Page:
Bahrain Grand Prix: Can we expect a duel in the desert?
Two down, 18 to go. But let's not wish the season away.
Lewis Hamilton's victory in Shanghai last weekend ignited the battle at the top of the 2017 drivers' standings.
Sebastian Vettel followed up his win in Australia with second place, giving the multiple world champions 43 points each.
Will the battle in Bahrain come down to a straight fight between the two, or will a rapid 19-year-old Dutchman by the name of Max Verstappen make it a three-horse race?
Bahrain - is it just sand?
Well, there is a good reason this race now takes place at night...
Bahrain by day is very warm, very dry and pretty devoid of atmosphere.
But come sundown, the Sakhir circuit becomes a spectacle featuring dramatically floodlit corners, long straights, and palm trees draped in fairy lights - an Instagrammer's dream.
The track is in the middle of the desert, about a 40-minute drive from the country's capital city, Manama.
That means the racetrack is one of the dustiest anywhere on the Formula 1 calendar, despite the organisers' best attempts to 'glue' the sand down - no, really.
No need to check the forecast for this one - it's going to be dry. It always is.
But the course is hard on the brakes - high-speed straights (the longest over a kilometre) lead up to tight hairpins and provide a great opportunity for the crowd-pleasing sparks to make their first appearance of 2017.
It could be a good weekend for...
Hamilton and Mercedes. Again. With no Nico Rosberg to squabble with this season, it could be easy street for the Briton this year, especially with new team-mate Valtteri Bottas so far not proving up to the challenge of the three-time champion.
But it would be wrong to think Hamilton will have everything his own way given the pace of Ferrari, and Vettel in particular.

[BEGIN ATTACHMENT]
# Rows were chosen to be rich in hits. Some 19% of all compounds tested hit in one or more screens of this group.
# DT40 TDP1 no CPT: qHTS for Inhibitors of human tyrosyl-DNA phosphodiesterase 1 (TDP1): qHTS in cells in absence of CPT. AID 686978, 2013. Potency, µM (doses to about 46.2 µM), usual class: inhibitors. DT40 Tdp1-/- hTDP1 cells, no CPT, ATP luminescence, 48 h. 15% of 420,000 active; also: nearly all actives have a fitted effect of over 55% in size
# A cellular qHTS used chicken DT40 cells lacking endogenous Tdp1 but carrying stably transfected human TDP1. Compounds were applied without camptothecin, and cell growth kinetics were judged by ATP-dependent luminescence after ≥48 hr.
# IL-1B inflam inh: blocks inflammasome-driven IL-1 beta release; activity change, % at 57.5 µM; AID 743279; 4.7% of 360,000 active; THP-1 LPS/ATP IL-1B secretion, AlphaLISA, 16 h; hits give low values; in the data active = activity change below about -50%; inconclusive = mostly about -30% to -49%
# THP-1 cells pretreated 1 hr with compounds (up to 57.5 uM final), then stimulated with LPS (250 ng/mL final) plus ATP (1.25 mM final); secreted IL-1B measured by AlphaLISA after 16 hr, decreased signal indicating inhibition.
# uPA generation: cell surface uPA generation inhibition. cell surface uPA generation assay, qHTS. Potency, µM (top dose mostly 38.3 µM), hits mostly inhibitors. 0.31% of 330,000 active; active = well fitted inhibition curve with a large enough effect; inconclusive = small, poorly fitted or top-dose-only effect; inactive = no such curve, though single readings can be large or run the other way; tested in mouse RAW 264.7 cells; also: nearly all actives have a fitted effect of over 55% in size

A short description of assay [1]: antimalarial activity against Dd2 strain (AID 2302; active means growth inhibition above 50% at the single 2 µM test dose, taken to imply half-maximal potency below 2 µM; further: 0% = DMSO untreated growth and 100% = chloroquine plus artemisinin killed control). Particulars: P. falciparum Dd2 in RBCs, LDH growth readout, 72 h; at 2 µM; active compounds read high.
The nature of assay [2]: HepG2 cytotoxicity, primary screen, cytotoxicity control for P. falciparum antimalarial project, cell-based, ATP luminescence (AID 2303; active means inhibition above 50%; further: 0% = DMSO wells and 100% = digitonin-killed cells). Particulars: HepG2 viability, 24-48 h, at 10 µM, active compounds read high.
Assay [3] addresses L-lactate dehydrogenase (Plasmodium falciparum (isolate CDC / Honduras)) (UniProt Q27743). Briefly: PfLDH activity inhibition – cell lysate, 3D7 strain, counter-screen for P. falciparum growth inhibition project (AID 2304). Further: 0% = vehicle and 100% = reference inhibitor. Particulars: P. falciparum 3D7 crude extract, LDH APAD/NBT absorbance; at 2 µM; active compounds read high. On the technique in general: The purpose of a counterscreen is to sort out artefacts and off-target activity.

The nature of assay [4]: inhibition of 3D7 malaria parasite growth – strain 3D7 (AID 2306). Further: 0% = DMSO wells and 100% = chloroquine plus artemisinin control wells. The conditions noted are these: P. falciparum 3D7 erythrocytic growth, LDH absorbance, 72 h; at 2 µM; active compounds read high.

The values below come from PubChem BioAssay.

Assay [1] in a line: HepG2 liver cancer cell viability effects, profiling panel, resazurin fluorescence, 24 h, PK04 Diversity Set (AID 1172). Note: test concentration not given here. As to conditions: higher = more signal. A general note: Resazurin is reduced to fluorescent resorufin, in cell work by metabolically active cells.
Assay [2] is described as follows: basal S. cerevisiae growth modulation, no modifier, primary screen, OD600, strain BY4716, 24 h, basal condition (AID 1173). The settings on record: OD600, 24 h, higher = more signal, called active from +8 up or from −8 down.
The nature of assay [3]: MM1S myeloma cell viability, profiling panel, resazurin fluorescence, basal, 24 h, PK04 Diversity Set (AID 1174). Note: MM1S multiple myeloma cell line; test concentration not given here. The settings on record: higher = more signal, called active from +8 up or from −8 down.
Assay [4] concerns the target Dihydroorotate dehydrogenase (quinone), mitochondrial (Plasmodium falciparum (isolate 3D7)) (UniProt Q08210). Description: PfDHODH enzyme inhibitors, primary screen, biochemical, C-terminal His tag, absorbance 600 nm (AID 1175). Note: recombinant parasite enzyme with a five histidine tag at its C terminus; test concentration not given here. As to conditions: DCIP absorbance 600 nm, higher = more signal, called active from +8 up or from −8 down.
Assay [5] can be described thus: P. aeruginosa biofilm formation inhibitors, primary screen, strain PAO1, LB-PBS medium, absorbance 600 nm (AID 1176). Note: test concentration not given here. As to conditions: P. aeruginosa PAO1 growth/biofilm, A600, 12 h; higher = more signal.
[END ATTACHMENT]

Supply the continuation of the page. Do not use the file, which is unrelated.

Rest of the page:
Speaking after the Chinese Grand Prix, Hamilton told reporters he is loving the fight with the four-time world champion.
"He is performing at his best - he is rapid out there - so when I am able to get ahead it is a compliment and vice-versa," he said.
It promises to be an exciting weekend.
It could be a bad weekend for...
Sorry to say it, but McLaren-Honda - again.
A double retirement in China showed how uncompetitive the 2017 car is despite Fernando Alonso's impressive opening lap.
"It will be another challenging race for us" said the Spaniard.
"The long straights don't make it easy and there's a lot for the engineers to work on.
"Brake wear and fuel consumption is high, and set-up is tricky as the track temperatures change a lot during the weekend, as we race later into the evening compared to the usual schedule."
Bahrain in numbers
- Laps? 57
- Top speeds? Sebastian Vettel clocked 339.1 kilometres per hour through the speed trap in 2015
- Overtaking potential? Turn 11 offers one of the best overtaking opportunities around the track while Turn 12 can be one of the most exciting to navigate as a driver - a fast, uphill right-hander where you really have to hang on. No-one has won the race from lower than fourth on the grid - that was Jenson Button in 2009
- Circuit Length? 5.412 km
How to follow on the BBC
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|Bahrain Grand Prix coverage details|
|Date||Session||Time||Radio coverage||Online text commentary|
|Thursday, 13 April||Preview||21:00||BBC Radio 5 live and podcast||N/A|
|Friday, 14 April||First practice||11:55||BBC Radio 5 live sports extra||From 11:25|
|Second practice||15:55||Online only||From 15:25|
|Saturday, 15 April||Final practice||12:55||BBC Radio 5 live sports extra||From 12:25|
|Qualifying||15:55||BBC Radio 5 live sports extra||From 14:00|
|Sunday, 16 April||Race||15:30||BBC Radio 5 live sports extra||From 14:30|
|Monday, 17 April||Review||04:30||BBC Radio 5 live and podcast||N/A|